Monthly Archives: June 2021

Idaho’s Rural-to-Urban Population Shift Continued in 2020

NEWS RELEASE

For Immediate Release:  June 11, 2021
Media Contact: Kathryn Tacke, (208) 799-5000 ext. 3984 or Craig Shaul, (208) 332-3570 ext. 3201

Idaho’s urban areas continue to see significant population growth according to the U.S. Census Bureau’s recently released city population estimates for 2020.  

The Gem State had the fastest growing population in the nation up 2.1% — between 2019 and 2020, with much of the growth occurring in Idaho’s urban areas. Nationwide, there are 3,093 cities with populations larger than 10,000. When those cities are ranked based on their percentage growth between 2019 and 2020, eight of the top 200 fastest-growing cities are in Idaho Kuna (43), Post Falls (46), Star (55), Eagle (65), Meridian (70), Nampa (151) Ammon (167) and Caldwell (171) all with growth rates ranging from 7.5% to 3.5%.

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Around Idaho: Economic Activity in May 2021

Information provided in these news updates is from professional sources, news releases, weekly and daily newspapers, television and other media.

Northern Idaho
North Central Idaho
Southwestern Idaho
South Central Idaho
Southeastern
Eastern Idaho

 

NORTHERN IDAHO – Benewah, Bonner, Boundary, Kootenai & Shoshone counties

Kootenai County

  • The Coeur d’Alene School District delayed the opening of a new planned magnet school until the 2022-2023 school year. District officials cited financial constraints as the reason. The magnet school will offer a hybrid learning model with a community service focus. Roughly 200 students are already enrolled in the school. Source: Coeur d’Alene Press
  • A new four-story mixed commercial and residential building will be built in Coeur d’Alene’s Riverstone development. The building will include office spaces on the first floor with condo units on the higher floors. Source: Coeur d’Alene Press
  • Kootenai County’s Community Development office produced a 22-page report on potential growth management strategies and is seeking public comments and participation. Kootenai County has been growing by roughly 2.5% per year over the last decade, and the Kootenai Metropolitan Planning Organization projects that the population of the county will grow by more than 130,000 by 2040. Source: Spokane Journal of Business

Openings in Coeur d’Alene

    • Terraza Waterfront Café.
    • The Fixture Gallery.
    • BidMore2Win Auctions.
    • Gas and Grain.
    • CDA Cremation & Funeral.
    • Cranberry Road Winery. Source: Coeur d’Alene Press
    • Blue Shell Game Bar. Source: Coeur d’Alene Press

Sam.Wolkenhauer@labor.idaho.gov, regional economist
Idaho Department of Labor
(208) 457-8789 ext. 4451

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HCL America Inc. – Idaho Workers May Qualify for Training and Services Under Trade Act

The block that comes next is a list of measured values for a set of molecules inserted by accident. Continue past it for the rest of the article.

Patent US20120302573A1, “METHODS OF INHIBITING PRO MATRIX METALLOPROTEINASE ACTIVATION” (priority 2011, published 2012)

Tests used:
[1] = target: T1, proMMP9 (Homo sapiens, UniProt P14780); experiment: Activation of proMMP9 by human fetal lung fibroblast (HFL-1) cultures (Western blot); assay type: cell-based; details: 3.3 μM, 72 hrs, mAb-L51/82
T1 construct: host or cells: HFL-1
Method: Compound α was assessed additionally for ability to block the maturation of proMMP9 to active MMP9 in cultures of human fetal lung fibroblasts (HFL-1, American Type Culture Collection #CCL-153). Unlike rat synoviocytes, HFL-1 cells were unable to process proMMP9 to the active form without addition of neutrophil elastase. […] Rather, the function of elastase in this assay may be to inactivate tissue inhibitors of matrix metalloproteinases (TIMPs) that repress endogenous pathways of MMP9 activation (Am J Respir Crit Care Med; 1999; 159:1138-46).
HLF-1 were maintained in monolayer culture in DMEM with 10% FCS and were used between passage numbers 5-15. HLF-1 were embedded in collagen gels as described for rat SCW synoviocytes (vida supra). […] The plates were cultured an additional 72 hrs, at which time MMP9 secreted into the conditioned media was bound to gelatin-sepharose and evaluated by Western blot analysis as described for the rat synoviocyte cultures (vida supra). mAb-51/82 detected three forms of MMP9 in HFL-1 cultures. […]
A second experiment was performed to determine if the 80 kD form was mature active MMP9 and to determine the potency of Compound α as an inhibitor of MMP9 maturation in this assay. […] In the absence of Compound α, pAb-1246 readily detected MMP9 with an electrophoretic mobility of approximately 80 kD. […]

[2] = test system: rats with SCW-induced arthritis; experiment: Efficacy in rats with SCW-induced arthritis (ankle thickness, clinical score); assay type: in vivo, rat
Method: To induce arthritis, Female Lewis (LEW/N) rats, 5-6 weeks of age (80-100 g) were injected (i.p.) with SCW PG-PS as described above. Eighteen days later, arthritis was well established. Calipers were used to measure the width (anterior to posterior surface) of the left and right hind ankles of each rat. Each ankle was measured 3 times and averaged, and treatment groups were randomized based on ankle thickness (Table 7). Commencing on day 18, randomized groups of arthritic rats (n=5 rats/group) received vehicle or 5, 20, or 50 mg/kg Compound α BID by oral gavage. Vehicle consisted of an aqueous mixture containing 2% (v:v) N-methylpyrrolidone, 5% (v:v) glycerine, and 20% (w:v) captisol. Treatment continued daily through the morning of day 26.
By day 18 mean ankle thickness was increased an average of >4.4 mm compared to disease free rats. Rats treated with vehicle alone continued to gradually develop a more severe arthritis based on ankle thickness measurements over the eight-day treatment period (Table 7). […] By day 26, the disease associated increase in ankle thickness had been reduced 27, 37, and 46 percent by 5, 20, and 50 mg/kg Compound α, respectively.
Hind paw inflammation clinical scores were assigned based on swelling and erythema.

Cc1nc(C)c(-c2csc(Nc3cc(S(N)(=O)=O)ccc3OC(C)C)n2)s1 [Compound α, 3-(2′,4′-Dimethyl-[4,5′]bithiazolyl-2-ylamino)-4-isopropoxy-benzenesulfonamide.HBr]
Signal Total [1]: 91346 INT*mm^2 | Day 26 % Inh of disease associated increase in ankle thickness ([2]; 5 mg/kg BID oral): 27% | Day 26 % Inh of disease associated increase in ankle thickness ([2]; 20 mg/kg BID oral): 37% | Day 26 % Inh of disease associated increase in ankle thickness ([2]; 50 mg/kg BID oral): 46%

NEWS RELEASE

For Immediate Release: June 4, 2021
Media Contact: Georgia Smith georgia.smith@labor.idaho.gov

Employees of HCL America Inc. – Idaho who have or will become totally or partially separated from employment at HCL America Inc. on or after Dec. 24, 2019, and before April 14, 2023, may be eligible for re-employment services under the federal Trade Act.

Former or current workers eligible to apply must be or have been engaged in the supply of engineering, research and development and digital process operation.

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Idaho Veteran Census Data Important for Providing Services

Idaho is home to an estimated 116,157 veterans, according to the U.S. Census Bureau’s American Community Survey1. That translates to a 9.1% share of the state’s overall population of individuals 18 years and older compared with the nation’s 18,230,322 veterans at a share of 7.3% of total population 18 years and older.

Data on where veterans and other characteristics are gathered for myriad reasons:

  • State and federal officials determine how and where to provide government services to assist veterans in all aspects of returning to civilian life. Some veterans find their specific jobs in the military do not transition to the civilian workforce, such as personnel who load armaments or who are involved in large-scale field logistics. At the county and state government levels, staff are assigned to help veterans find jobs, provide college and career counseling and making sure they understand their military benefits. Some federal jobs provide preference to veteran hiring by giving additional points to a job application. It is helpful to have someone who knows how to help newly-separated military veterans navigate these benefits.
  • It helps to know where veterans are living, so when Veteran Administration officials decide where to locate clinics, hospitals and long-term care facilities, they are placed in a centralized spot for access.
  • Many private employers prefer to hire veterans based on the levels of discipline and training that translates to resilience and solid work ethic.

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